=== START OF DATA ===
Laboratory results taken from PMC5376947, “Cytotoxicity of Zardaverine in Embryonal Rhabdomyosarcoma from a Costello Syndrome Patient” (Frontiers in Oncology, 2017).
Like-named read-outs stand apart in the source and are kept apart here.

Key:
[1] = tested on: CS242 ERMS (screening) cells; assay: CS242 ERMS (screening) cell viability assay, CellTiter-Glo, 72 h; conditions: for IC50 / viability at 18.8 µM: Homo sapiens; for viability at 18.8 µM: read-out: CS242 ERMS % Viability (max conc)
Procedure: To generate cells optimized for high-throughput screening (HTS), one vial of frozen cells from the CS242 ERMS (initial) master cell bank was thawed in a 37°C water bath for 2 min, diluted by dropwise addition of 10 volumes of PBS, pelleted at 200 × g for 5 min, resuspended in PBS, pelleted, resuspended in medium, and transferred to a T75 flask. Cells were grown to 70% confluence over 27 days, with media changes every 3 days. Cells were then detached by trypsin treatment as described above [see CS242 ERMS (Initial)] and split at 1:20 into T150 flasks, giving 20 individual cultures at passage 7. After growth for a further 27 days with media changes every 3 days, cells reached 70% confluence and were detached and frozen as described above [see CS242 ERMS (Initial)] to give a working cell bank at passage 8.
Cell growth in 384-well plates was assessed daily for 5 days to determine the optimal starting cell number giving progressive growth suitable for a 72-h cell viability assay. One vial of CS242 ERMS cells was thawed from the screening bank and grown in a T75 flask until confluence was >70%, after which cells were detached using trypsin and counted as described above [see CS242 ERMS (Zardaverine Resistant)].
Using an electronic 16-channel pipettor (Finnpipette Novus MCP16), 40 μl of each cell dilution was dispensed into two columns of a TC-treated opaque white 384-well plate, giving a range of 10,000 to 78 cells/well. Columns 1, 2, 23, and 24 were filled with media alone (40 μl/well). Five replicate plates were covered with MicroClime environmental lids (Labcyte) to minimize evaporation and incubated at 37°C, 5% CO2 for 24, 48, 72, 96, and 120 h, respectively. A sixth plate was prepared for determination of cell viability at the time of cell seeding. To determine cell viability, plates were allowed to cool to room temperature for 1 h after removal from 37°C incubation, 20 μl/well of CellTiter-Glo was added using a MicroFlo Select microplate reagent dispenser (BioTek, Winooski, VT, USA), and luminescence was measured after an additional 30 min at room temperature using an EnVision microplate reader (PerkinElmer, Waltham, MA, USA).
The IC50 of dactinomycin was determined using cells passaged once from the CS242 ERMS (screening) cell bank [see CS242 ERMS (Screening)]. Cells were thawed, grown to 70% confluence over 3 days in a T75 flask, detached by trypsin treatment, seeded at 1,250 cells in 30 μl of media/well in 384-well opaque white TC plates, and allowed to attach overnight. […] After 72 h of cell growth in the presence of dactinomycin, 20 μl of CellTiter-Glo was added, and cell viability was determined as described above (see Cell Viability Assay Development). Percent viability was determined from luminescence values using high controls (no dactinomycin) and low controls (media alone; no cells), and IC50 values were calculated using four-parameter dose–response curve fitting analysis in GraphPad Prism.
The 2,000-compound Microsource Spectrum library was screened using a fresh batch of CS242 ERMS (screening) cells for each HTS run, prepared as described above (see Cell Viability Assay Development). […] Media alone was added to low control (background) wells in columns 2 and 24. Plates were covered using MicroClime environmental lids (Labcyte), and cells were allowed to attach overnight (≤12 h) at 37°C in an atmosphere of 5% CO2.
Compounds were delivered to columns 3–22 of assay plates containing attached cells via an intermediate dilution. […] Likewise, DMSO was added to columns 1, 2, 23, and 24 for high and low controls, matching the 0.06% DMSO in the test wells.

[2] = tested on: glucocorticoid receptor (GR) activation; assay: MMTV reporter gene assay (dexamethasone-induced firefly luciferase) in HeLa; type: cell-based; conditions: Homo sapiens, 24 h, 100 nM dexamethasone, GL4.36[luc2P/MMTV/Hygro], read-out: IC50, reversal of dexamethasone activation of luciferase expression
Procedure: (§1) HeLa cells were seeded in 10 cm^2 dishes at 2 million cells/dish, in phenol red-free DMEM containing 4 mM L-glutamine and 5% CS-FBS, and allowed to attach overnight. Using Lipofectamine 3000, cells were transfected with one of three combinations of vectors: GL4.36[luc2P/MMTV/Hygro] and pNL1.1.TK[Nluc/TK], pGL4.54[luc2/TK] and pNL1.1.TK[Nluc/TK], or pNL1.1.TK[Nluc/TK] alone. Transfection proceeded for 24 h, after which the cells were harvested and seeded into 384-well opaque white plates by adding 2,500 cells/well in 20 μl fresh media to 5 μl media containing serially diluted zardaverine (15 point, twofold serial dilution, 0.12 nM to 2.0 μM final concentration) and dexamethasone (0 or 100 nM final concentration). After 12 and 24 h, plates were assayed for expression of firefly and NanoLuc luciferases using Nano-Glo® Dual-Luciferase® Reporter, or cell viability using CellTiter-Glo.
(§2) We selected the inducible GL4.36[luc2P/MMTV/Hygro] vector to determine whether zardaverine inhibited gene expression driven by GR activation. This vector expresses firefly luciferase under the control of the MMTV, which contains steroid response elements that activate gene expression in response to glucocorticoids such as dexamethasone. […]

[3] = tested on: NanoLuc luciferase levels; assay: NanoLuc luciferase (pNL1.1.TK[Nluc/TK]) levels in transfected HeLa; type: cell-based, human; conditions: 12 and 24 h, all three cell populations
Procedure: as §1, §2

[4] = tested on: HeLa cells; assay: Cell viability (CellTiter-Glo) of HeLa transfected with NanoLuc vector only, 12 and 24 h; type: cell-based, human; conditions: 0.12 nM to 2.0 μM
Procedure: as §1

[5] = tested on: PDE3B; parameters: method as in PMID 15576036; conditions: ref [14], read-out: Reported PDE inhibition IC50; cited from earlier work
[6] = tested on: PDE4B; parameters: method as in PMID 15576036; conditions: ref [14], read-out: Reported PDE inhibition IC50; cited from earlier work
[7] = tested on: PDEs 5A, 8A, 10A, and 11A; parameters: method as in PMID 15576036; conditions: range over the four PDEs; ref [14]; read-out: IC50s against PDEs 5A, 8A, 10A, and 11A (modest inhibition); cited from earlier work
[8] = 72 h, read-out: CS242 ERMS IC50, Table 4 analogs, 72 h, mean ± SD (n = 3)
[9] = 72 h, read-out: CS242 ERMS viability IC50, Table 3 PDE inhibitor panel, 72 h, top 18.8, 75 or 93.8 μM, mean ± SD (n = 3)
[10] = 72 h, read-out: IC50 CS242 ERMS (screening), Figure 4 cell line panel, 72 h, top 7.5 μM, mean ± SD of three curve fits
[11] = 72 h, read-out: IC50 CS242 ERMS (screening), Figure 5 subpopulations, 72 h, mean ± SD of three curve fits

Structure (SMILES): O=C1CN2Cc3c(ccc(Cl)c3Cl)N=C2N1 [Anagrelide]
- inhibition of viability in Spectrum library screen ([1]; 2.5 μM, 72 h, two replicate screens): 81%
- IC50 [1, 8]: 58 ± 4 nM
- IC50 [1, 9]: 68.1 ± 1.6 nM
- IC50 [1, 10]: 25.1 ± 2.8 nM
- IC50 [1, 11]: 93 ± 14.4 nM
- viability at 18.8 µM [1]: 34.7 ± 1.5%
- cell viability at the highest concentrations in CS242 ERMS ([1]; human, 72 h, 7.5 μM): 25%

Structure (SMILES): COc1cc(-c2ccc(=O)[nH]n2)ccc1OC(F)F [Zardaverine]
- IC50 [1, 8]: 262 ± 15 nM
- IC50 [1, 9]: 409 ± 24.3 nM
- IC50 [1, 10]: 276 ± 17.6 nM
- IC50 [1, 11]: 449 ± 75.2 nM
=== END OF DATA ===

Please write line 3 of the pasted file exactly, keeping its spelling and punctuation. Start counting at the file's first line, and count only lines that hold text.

Key: